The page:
If a video is viral, who cares if it’s fake?

24 July 2020

12:05 AM

24 July 2020

12:05 AM

After two months, the ‘mostly peaceful’ label for the riots gripping American cities is wearing a touch thin. That’s not just because it fails to satisfy conservatives and moderates, who puzzle over how ‘mostly peaceful’ demonstrations leave so many downtowns torched. It also fails to satisfy the actual rioters. They insist their demonstrations are very violent, courtesy of brutal tactics from the police officers they want abolished.

‘Proof’ of such violence went viral on Wednesday. The video was first shared by Twitter user @Andy_Resist, but was swiftly magnified by a different Andy. This one bore Twitter’s hallowed blue checkmark and enough followers to populate a small city, or a few dozen ‘mostly peaceful’ protests.

Anyone who can’t understand how Hitler got his citizens to commit atrocities…and think it can’t happen here…just watch. This is some seriously terrifying police brutality that 6 months form now could be a whole lot worse…

— Andy Ostroy (@AndyOstroy) July 22, 2020

Cockburn was eager to dispute Ostroy’s historiography, but alas, no such conversation was needed. Ostroy’s tweet failed on a more basic level: the video he shared wasn’t from America. Alert viewers quickly discovered the truth: instead of showing Trumpstaffel rehearsing for the coming of the American Reich, the video was instead a stale clip of Serbian police abusing a demonstrator in Belgrade.

Fortunately for the two Andys, the truth didn’t matter much. When Newsweek published an article on the clip’s real origin, it had just passed a million views. By Wednesday afternoon, it was well on its way to three million. For thousands, if not millions of viewers, the clip will be filed away, not as a blunder, but as more proof of what they already knew: that American police are dreadful creatures who should be defunded or abolished posthaste.

Cockburn’s memory can be peccable, but he recalls a few cases similar to this one. Just a month ago, a video of a Seattle Postmates driver harassing a terrified woman amassed nearly 12 million views, mostly based on the driver’s wholly unprovable claim that the woman directed a racial slur at him before the video even began. For those primed to see it, the clip was another example of Karen getting her due. Likely just a small minority of those 12 million viewers saw the full truth: the driver was a fame seeker, with a history of harassing others for attention, who tried to immediately cash in on his viral clip.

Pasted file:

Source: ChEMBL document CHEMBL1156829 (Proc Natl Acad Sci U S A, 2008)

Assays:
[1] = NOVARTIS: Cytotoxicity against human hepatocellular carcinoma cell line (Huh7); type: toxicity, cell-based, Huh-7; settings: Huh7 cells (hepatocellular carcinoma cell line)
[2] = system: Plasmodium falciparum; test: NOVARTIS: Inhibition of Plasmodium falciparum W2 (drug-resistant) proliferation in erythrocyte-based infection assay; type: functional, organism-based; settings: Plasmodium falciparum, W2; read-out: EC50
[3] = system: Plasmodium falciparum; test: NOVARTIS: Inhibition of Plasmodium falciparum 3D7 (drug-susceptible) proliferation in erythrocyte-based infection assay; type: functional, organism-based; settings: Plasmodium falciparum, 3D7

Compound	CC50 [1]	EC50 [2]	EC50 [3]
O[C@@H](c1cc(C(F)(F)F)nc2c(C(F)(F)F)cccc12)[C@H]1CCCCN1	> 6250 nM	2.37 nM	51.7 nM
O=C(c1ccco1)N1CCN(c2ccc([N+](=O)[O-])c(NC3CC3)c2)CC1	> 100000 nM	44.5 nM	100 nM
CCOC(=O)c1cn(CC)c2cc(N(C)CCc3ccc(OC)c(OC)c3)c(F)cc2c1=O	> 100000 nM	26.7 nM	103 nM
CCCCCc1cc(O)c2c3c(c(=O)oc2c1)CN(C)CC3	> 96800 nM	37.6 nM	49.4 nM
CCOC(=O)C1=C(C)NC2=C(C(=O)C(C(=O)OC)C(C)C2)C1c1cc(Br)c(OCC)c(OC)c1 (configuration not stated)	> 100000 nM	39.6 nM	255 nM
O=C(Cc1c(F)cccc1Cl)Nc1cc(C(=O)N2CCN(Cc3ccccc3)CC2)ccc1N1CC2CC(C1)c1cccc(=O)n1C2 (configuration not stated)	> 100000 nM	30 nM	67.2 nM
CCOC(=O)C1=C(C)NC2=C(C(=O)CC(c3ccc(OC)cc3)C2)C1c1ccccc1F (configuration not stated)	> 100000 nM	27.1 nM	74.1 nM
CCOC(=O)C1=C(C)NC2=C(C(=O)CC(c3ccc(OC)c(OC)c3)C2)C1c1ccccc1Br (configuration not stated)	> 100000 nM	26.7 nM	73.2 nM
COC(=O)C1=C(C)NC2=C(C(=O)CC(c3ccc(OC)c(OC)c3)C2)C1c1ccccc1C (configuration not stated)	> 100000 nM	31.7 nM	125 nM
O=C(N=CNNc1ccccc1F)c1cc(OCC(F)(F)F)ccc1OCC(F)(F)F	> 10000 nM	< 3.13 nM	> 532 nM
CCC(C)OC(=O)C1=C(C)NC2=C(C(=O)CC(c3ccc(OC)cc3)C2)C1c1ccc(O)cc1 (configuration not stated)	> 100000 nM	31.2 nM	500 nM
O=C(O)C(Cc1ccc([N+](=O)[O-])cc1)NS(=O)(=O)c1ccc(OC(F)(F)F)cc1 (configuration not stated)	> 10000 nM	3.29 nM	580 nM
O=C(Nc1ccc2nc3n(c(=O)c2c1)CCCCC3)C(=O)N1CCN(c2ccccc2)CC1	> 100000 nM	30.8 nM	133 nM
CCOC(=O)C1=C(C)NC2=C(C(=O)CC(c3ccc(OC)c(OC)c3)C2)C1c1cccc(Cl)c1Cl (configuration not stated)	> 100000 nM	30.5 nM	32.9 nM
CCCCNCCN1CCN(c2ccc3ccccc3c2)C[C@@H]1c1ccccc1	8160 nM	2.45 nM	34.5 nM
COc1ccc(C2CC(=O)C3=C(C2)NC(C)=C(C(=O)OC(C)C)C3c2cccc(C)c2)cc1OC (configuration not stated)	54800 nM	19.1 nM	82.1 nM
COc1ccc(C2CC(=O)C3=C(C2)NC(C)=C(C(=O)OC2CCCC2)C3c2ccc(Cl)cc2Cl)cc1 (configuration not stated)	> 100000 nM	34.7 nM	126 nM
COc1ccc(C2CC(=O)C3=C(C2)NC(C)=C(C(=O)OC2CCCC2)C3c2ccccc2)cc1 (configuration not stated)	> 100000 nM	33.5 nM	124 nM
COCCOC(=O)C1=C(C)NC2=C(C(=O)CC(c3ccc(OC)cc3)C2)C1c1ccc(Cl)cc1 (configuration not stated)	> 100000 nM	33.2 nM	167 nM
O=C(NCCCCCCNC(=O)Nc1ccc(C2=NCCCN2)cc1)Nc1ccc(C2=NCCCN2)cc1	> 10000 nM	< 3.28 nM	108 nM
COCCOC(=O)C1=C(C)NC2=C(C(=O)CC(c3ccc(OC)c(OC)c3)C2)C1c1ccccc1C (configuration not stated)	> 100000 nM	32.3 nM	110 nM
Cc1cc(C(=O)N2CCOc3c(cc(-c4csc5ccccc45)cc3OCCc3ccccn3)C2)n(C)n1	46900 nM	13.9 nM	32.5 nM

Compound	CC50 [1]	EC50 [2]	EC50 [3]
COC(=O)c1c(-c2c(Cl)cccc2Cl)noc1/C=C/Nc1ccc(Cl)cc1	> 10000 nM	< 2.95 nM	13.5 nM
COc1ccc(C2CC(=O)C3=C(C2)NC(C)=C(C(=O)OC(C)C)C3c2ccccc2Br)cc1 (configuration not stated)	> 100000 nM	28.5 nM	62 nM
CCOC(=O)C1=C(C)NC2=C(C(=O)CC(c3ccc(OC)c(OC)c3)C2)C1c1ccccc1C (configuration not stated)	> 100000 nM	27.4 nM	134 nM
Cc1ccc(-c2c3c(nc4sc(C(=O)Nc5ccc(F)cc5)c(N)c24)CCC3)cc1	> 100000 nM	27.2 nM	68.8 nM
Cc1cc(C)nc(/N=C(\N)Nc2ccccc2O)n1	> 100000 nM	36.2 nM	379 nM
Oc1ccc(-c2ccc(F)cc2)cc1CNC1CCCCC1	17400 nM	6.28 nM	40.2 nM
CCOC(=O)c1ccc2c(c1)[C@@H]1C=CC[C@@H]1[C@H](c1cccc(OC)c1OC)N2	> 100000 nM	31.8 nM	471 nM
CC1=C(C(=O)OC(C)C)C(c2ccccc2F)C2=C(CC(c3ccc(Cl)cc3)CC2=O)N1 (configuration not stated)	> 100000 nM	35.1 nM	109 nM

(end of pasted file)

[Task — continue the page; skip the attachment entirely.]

During the 2018 debate over US border policies, Democrats passed around photos of detained migrant children, the much-ballyhooed ‘kids in cages’. Eric Garcetti, the mayor of Los Angeles declared himself ‘speechless’, before promptly declaring ‘this is not who we are as a nation.’

But as it turned out, it was: the notorious photos were taken by the Associated Press in the before times of 2014. What had changed wasn’t the images themselves, or the policies in place. Instead, what changed was the administration, and with it, the public’s Pavlovian response to politically loaded imagery.

Misguided confidence in viral imagery is hardly a one-sided political phenomenon.  In 2017, President Trump himself was briefly bamboozled by seven-month-old footage of a failed Iranian missile test. And during the George Floyd riots, no fewer than three of Cockburn’s friends sent him security footage, supposedly from the riots, of one looter braining his accomplice with a piece of masonry. No dice: the clip is from China, in 2018. That should have been obvious, since Chinese characters and the 2018 date are both clearly visible on the footage itself. And yet people were fooled anyway, because they wanted to be.

For Cockburn, this all feels very similar to another phenomenon of modern politics: the glut of hate crime allegations. Every allegation is seen by millions, while the countless retractions are seen by few.

It’s been obvious for years that, far from exposing people to a wide spectrum of views, social media instead generates echo chambers. The content we like best (and click most) is what most fantastically confirms our pre-existing beliefs. Exercising skepticism isn’t just tiresome. It’s unwelcome.

Washington’s most histrionic residents have four years’ warning that fake news will undermine the republic. More savvy experts warn that ever-more-sophisticated ‘deepfake’ technology could create a postmodern hellscape where nobody knows what’s real. But Cockburn sees a more pressing problem: right now, nobody even cares.

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